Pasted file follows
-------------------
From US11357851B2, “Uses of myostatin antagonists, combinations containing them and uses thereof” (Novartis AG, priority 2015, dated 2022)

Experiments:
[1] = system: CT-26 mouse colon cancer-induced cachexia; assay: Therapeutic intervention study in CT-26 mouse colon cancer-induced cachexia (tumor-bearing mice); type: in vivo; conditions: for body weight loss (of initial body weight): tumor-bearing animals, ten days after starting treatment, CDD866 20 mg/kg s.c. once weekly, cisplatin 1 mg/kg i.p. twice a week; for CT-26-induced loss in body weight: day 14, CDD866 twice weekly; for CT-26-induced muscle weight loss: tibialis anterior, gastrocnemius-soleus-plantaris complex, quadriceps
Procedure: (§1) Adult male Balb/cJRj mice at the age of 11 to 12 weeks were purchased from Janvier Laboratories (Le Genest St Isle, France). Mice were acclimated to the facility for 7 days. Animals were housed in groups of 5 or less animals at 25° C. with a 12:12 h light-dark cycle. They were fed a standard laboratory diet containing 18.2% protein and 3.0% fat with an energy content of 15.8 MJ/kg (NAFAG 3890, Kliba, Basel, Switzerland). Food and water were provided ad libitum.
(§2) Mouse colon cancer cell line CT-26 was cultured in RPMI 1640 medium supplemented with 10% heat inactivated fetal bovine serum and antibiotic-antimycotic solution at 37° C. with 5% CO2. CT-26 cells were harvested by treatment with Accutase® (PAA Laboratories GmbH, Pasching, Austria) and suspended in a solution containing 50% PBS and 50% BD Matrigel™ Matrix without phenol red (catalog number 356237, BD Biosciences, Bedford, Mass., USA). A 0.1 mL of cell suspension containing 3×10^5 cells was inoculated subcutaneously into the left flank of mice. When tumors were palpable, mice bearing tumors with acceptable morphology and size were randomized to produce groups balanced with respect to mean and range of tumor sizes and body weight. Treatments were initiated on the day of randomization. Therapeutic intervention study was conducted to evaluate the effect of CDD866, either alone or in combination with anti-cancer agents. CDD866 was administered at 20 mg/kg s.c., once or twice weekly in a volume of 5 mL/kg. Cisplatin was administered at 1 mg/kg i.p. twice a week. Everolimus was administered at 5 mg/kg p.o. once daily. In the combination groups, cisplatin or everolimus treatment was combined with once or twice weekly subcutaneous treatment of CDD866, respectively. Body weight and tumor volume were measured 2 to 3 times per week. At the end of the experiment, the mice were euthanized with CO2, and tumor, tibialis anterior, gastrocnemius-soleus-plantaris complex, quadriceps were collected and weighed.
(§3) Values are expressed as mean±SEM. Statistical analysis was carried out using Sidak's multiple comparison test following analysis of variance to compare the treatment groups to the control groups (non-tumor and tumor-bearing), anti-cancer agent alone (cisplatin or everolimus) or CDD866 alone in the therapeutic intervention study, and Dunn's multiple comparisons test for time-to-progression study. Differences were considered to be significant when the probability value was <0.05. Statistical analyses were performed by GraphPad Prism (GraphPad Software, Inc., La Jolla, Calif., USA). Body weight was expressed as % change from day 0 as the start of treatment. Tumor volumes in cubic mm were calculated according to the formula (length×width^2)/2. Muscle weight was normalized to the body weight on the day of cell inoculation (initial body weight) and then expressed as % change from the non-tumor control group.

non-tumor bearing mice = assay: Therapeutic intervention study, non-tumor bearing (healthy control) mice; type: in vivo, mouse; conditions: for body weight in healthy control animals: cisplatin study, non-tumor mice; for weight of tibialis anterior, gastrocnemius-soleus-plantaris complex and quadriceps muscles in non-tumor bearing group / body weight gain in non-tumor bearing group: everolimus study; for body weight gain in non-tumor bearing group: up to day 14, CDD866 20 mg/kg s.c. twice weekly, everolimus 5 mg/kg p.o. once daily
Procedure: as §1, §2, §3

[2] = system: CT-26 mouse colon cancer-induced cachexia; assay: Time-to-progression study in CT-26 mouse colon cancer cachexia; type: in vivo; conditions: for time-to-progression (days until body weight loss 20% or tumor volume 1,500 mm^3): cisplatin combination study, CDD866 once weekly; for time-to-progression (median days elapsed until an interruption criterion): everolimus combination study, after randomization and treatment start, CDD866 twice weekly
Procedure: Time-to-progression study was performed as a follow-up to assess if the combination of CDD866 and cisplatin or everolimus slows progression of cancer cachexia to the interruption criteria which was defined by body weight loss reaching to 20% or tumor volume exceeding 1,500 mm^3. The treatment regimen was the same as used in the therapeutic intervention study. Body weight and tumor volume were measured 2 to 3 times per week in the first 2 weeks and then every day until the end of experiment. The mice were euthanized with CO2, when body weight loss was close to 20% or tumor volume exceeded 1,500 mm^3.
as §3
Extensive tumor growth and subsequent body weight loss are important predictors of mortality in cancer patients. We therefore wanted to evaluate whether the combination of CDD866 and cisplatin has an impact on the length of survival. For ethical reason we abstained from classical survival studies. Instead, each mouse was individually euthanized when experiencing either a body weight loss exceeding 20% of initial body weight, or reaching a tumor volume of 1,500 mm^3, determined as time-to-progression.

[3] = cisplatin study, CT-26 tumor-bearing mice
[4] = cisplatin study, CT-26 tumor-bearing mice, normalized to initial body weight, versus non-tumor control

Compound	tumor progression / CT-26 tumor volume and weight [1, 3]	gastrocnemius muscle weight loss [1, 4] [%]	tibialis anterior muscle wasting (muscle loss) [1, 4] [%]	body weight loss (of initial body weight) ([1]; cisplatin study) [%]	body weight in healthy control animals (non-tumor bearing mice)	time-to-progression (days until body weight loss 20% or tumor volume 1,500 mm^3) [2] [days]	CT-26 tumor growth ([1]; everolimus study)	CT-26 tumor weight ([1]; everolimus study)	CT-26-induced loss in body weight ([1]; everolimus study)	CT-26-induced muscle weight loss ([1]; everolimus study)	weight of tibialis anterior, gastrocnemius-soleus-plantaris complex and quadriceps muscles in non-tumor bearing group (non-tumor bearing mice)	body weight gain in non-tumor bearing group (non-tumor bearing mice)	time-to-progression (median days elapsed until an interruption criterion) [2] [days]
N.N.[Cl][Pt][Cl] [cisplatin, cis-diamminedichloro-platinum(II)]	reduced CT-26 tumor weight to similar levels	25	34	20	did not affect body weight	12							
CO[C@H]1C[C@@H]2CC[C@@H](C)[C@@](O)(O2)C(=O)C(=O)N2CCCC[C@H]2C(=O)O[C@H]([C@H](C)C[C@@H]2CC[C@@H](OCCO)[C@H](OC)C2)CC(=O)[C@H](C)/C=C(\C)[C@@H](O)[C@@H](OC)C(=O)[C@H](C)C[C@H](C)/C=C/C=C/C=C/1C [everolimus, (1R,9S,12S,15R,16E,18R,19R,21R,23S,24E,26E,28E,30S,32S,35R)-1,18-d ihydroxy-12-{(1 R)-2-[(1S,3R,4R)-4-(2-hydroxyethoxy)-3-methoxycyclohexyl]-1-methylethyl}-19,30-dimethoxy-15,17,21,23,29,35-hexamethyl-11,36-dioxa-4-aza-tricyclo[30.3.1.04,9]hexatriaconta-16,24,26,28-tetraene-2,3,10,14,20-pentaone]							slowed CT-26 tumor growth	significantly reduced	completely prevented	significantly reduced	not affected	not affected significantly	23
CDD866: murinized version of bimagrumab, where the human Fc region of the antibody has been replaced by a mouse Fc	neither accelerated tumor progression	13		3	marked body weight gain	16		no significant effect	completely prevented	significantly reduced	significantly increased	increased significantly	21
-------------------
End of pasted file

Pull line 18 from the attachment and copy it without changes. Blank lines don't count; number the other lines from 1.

CDD866: murinized version of bimagrumab, where the human Fc region of the antibody has been replaced by a mouse Fc	neither accelerated tumor progression	13		3	marked body weight gain	16		no significant effect	completely prevented	significantly reduced	significantly increased	increased significantly	21